The story that I keep hearing is that someone will go into a functional medicine practitioner for X reason and discover something different that changes their life. It’s almost like a surprise that this was discovered. It’s doing that deep comprehensive background. One of our practitioners works with a lot of high-performance CEOs. She typically does somewhere around fifteen hours of data analysis before giving a single recommendation. Not light touch but that’s why there’s so much room for automation of that analysis.

We don’t know what the lab values are to optimize health as well as we think we do. A lot of the literature that is coming out for optimizing performance is based on sports, different athletes and recovery periods. A lot of the physical therapy and occupational therapy literature is showing how to do that stuff. There aren’t a lot of medical practitioners other than functional medicine specialists that are looking into this. I think that because our healthcare system is so reactive. For so long, the biggest issue to carry a human being until the end of life was to minimize the morbidity of disease. Now, there’s not as much of that stuff affecting us.

Many people like myself or yourself will want to optimize their health performance. That’s a relatively new thing. We’ve never had the luxury of optimizing health. For so long of our history, we’ve focused on disease. That’s why I think that that’s exciting. As we grow into the longevity space, people are going to want to be healthy for longer too. I’m very interested to feel like I’m 30 when I’m 40 or feeling like I’m 50 when I’m 70. Those kind of outcomes are what is going to make life very enjoyable for our generation.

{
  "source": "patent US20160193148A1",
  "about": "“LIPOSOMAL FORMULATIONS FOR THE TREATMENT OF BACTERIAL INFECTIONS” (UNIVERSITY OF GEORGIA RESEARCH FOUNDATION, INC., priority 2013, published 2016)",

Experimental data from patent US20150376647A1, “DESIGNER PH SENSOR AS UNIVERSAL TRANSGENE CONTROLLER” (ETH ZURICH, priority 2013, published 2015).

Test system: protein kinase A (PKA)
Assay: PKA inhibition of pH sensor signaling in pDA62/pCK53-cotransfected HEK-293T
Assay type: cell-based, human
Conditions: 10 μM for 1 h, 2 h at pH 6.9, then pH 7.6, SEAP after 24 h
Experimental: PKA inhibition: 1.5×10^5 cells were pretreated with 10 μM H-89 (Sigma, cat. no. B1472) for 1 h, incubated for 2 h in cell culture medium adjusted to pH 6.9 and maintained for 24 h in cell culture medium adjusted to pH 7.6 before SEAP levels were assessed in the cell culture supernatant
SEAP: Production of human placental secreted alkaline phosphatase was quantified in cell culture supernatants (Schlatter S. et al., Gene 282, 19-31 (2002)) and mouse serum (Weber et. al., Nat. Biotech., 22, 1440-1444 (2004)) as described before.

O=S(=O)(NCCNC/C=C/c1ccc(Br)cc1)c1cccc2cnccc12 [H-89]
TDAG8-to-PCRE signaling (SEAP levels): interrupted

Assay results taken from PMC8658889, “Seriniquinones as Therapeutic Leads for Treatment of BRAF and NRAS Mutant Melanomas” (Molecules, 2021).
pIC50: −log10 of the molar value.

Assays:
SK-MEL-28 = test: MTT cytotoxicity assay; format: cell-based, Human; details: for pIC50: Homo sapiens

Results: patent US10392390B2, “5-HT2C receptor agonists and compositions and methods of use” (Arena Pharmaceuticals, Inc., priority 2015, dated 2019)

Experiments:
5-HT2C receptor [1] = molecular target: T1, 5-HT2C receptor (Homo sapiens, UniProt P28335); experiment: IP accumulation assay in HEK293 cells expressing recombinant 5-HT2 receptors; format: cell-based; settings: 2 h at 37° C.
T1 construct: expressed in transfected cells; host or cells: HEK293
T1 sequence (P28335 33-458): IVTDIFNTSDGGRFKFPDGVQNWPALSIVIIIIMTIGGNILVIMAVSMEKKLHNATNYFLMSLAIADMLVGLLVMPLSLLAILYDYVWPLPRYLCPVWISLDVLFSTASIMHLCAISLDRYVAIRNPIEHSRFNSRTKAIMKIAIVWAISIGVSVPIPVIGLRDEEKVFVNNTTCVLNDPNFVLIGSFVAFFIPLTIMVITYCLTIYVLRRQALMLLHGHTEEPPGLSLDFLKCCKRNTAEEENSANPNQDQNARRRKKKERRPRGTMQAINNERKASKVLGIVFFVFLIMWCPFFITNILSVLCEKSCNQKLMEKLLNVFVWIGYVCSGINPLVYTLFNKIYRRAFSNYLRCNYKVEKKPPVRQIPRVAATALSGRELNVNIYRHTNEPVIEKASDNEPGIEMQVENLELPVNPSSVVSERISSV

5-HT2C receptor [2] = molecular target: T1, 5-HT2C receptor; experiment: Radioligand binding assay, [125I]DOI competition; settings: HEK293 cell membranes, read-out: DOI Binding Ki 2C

FSP 8 | Future Of Preventative Health


Speaking about that awareness, wearables brought so much awareness to, “What does this data point mean?” When I think about the next pass forward, I think about how the wearables might tell you one thing but not exactly what to do from it. People have a tendency to do what they’ve done in the past. Before, when I got quite ill, I meditated. I was like, “I’m going to meditate some more and everything’s going to be fine.” I can tell you that was not solving the fundamental problems of the parasite, the allergies and the things that were physically ailing me. It was creating a light panacea in the interim. For so many people, they are going to need that push to go to the gym and lift some weights. A lot of people don’t want to do that inherently.